Tea Dance at the Nautilus Hotel (1925)
The gleam of eyes under the striped umbrellas—
We see them still, after so many years,
(Or think we do)—the young men and their dears,
Bandying forward glances as through masks
In the curled bluish haze of panatellas,
And taking nips from little silver flasks.
They sit at tables as the sun is going,
Bent over cigarettes and lukewarm tea,
Talking small talk, gossip and gallantry,
Some of them single, some husbands and wives,
Laughing and telling stories, all unknowing
They sit here in the heyday of their lives.
And some then dance off in the late sunlight,
Lips brushing cheeks, hands growing warm in
Feet gliding at the lightest of commands,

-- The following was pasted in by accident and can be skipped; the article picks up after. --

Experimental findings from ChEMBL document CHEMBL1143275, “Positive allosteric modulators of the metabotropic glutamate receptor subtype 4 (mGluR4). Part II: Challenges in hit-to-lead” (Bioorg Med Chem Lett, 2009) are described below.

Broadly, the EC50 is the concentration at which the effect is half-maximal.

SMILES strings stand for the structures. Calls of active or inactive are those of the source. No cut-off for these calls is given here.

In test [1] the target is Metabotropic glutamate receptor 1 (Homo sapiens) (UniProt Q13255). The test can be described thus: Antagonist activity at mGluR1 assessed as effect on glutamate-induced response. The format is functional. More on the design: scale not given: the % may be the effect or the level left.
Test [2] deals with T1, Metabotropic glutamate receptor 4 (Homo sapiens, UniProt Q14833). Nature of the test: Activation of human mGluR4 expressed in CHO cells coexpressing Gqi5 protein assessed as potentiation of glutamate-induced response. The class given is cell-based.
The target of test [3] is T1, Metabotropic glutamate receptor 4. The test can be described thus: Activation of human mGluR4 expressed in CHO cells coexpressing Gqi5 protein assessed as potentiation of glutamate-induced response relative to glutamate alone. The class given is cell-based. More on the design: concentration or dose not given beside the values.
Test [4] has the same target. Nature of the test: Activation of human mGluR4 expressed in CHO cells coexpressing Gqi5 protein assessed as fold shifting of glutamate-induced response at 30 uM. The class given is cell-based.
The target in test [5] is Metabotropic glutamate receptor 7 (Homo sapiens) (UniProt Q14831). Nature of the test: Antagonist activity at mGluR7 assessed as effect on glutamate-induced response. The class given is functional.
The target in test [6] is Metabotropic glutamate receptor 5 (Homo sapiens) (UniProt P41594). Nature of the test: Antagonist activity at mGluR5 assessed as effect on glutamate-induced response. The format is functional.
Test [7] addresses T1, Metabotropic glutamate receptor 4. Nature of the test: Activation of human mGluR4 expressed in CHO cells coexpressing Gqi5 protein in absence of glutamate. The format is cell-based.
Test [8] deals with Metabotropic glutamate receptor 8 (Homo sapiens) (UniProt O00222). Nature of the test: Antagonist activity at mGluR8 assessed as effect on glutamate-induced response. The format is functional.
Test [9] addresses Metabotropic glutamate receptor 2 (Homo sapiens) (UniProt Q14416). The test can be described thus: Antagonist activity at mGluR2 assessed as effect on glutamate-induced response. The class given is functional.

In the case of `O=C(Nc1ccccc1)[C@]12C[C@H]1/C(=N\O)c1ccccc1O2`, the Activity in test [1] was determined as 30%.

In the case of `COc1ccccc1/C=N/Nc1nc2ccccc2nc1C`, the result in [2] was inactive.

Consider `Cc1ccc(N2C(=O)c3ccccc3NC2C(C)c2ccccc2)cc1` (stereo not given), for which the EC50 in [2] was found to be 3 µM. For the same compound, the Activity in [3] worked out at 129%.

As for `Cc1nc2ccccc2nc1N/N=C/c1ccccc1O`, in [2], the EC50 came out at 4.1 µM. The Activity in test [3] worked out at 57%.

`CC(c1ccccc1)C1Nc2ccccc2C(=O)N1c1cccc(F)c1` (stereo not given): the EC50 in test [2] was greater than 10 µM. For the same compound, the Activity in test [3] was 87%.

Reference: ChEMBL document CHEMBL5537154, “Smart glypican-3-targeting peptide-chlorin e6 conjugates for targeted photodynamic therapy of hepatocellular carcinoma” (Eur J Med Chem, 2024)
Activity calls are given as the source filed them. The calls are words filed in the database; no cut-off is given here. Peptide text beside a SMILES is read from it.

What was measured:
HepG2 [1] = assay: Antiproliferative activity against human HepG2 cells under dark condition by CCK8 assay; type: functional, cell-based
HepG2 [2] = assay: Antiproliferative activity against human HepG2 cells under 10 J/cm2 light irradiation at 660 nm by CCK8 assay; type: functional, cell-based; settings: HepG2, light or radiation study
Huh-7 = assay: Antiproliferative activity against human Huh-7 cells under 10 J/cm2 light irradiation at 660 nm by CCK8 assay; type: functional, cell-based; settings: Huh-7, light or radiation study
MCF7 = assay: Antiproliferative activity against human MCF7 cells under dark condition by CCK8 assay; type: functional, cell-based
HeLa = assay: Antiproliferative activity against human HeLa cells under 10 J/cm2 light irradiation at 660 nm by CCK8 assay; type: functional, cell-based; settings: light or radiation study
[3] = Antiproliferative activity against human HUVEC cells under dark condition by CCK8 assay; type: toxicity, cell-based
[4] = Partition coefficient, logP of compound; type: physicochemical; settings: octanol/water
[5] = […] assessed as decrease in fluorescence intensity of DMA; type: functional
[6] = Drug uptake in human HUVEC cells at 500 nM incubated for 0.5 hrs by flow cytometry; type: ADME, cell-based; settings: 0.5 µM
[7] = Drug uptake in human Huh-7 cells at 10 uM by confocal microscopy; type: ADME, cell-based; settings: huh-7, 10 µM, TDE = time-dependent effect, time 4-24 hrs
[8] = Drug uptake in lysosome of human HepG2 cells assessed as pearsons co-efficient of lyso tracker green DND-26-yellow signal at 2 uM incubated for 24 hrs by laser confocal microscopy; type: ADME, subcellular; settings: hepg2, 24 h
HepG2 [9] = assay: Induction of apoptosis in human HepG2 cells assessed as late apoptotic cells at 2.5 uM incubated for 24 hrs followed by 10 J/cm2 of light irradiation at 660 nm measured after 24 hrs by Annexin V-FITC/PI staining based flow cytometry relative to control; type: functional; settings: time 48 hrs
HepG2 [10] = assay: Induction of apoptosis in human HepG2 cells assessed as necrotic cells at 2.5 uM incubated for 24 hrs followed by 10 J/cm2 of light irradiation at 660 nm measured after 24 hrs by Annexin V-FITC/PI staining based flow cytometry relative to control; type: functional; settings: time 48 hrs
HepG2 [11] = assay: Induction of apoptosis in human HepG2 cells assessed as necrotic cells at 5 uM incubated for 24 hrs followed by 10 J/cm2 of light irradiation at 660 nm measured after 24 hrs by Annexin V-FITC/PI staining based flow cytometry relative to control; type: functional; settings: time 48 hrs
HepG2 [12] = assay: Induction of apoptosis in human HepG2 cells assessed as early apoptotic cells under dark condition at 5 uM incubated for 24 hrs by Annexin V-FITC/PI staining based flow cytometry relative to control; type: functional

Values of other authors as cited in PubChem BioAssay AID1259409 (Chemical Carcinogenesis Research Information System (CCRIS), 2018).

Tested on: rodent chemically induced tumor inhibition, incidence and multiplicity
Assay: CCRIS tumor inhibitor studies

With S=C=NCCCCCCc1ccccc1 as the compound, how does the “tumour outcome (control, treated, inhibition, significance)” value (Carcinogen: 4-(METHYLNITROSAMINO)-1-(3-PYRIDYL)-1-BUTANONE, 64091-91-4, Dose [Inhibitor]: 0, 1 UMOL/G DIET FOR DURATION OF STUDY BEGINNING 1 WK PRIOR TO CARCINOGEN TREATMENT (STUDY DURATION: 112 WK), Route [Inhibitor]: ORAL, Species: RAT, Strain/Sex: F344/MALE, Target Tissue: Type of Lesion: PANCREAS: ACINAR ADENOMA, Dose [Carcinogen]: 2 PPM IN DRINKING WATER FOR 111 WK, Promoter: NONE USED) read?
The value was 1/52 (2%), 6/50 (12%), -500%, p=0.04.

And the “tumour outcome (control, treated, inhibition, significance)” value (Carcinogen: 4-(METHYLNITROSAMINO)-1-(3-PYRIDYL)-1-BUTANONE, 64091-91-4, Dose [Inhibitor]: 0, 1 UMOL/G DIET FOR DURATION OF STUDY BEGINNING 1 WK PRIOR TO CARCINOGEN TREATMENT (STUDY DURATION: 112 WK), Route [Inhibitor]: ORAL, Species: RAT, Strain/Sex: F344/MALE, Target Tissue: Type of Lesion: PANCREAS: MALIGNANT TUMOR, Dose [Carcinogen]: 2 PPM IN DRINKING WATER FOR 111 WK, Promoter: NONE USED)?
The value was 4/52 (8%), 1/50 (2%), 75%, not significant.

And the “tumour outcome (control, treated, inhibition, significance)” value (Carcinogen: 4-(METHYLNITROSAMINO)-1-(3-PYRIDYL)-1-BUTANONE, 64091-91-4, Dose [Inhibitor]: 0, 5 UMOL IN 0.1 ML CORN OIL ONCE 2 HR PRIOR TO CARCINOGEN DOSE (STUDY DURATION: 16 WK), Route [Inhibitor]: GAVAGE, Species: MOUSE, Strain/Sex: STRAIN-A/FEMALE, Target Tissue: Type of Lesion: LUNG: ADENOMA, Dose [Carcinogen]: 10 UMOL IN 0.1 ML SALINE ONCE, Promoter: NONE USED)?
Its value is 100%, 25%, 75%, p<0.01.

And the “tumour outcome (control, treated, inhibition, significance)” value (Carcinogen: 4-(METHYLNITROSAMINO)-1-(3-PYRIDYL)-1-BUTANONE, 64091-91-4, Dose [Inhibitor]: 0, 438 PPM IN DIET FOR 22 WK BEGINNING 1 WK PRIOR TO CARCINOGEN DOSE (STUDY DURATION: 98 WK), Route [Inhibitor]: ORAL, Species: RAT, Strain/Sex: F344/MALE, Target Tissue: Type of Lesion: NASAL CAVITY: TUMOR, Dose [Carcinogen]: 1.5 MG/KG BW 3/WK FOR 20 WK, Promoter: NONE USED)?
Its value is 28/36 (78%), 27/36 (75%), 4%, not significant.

All summer on their caught or sighing breath
As they whirl on toward the oncoming night,
And nothing further from their thoughts than
But they danced here sixty-five years ago!—
Almost all of them must be underground.
Who could be left to smile at the sound
Of the oldfangled dance tunes and each pair
Of youthful lovers swaying to and fro?
Only a dreamer, who was never there.
after a watercolor
by Donald Justice
Collected Poems: 1952-1999, University of
2000. Reprinted by permission of the author.